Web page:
Realistically, fifty years from now the world’s big languages may be as few as three: Mandarin Chinese, Spanish, and English. Hindi, Bengali, Urdu, and Punjabi will also be pretty big — but chiefly because of massive population growth on their home turf. Arabic, too, will have grown — for religious reasons at least as much as economic ones.

So while organizations like Wycliffe are busy translating the Bible into minor indigenous languages across the world, dozens of other languages are simply going to vanish. Is that a good or a bad thing? What does that mean for ethnic churches – Fight to keep the language? or learn to lose it? And what if we can’t pick it back up again? How much culture can I retain without the language? Why is it that I feel like I’m holding water in my hands? or rather, my tongue? 

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Comments

  1. Bill Chapman says:

    Have you ever looked at the current and potential role of Esperanto as an international language?

    Take a look at http://www.esperanto.net Esperanto is a neutral planned language.

  2. elderj says:

    I think language is the largest conduit of culture and retaining it is important, even in a biblical sense. Often diversity of language and culture is viewed as a threat to unity, and the lack of English fluency is seen as a detriment to economic success. The irony is that multilingual fluency is more beneficial than simple English fluency.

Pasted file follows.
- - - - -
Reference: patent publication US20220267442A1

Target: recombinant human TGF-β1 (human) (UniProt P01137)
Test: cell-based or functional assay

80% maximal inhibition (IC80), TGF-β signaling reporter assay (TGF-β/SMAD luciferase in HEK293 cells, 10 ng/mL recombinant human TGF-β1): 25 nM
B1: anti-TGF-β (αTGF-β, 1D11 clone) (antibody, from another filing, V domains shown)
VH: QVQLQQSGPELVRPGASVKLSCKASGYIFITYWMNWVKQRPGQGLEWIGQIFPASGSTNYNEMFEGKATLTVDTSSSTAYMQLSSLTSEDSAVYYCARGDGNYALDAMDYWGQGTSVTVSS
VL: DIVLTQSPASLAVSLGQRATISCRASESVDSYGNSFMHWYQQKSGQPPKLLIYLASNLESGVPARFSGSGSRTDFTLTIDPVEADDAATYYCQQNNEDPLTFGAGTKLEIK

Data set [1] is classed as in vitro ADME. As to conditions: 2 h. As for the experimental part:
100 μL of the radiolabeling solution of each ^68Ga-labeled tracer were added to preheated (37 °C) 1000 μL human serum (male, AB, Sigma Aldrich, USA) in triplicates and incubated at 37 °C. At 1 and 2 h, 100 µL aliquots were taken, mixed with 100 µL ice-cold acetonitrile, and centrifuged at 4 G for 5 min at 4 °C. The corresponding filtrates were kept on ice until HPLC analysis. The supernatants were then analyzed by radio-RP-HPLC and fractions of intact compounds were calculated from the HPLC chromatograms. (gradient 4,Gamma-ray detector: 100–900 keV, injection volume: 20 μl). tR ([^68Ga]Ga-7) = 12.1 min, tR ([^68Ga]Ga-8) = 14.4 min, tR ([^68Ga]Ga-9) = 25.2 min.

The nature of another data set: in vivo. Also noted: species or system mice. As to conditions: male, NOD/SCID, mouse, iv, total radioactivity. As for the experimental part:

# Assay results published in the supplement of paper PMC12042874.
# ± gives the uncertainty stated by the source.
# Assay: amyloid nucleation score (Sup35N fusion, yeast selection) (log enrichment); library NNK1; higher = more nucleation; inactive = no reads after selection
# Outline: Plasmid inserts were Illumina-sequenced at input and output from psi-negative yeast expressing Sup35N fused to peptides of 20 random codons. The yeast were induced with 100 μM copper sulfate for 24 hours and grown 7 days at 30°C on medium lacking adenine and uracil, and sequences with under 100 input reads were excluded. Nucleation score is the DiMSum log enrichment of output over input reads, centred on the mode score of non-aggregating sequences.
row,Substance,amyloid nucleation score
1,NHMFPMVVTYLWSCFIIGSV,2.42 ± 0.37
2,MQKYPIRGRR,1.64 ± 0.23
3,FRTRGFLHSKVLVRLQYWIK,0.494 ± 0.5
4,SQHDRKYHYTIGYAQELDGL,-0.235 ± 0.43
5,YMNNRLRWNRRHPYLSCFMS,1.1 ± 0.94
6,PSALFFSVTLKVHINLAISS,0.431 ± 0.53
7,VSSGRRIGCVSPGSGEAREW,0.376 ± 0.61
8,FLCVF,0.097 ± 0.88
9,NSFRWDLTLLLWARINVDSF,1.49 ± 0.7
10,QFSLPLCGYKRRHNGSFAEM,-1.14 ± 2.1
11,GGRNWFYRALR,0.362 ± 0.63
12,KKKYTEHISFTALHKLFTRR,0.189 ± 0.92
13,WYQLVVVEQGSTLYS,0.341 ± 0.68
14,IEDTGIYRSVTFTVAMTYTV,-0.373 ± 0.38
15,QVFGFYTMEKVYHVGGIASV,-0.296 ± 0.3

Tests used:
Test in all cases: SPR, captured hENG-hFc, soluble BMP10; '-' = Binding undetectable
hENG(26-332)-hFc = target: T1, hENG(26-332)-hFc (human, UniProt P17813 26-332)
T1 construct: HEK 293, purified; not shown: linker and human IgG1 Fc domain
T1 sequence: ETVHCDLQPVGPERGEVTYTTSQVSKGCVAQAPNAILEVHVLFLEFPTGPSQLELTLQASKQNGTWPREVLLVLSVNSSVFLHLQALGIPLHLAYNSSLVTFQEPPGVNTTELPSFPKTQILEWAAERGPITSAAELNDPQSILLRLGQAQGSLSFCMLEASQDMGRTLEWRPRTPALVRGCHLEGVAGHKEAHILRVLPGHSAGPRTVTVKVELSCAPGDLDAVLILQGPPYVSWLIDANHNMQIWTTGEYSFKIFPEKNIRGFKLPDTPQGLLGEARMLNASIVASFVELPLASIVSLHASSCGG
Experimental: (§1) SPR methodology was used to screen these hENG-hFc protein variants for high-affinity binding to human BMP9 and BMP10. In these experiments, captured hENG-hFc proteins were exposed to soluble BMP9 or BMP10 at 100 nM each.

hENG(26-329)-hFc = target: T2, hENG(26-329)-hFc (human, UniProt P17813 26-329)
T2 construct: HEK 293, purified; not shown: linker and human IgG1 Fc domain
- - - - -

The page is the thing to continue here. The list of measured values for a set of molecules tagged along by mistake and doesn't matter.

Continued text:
What must be remembered is that the dominance of English is intimately connected to British imperialism. The retention of language could be (and in my view should be) seen as a subversive act and even a justice issue. In addition, as a Christian, the fact that the gospel does not require language assimilation seems to reinforce the doctrine of the incarnation. It is a bad thing in some ways that languages disappear and the gospel has probably been the single largest impetus

  3. »In fact, language is at the very crux of the problem in many churches and homes. Both generations can often feel like strangers in the same home. They speak to each other and kind of understand one another, but something always gets lost in translation.«

    There are cultural issues not embedded in language that I’ve encountered. Usually I have very little direct conflict with my parents, but I’ve had some quite unappealing interactions with my grandma because of her expectations and my prejudices against Chinese people for the bad things I saw exemplified first in the example of her generation.

    This is largely not a language thing. On the other hand, knowing the same language helps. She thinks I’m pretty much like someone from Hong Kong who immigrated here early.

    »And one question further for our immigrant churches – is there a strong theological rationale for the preservation of languages? Do we keep the inheritance of the Tower of Babel as a good thing or a bad thing?«

    I’m biased. As a linguistics major, I say keep as many languages for as long as possible. My prooftext is from Revelation 😛 But really? I have issues with the pragmatic view taken by some translators that it isn’t worth translating the Bible into moribund languages. Perhaps I’m overdramatizig it, but for me it evokes the image of not feeding someone who’s bound to die and is just waiting for it.

    »So even though Korea undergoes its own cultural shifts and trends, my parents are like time travelers somewhat, and the picture of Korea that I inherit from them is not necessarily the Korea that is.«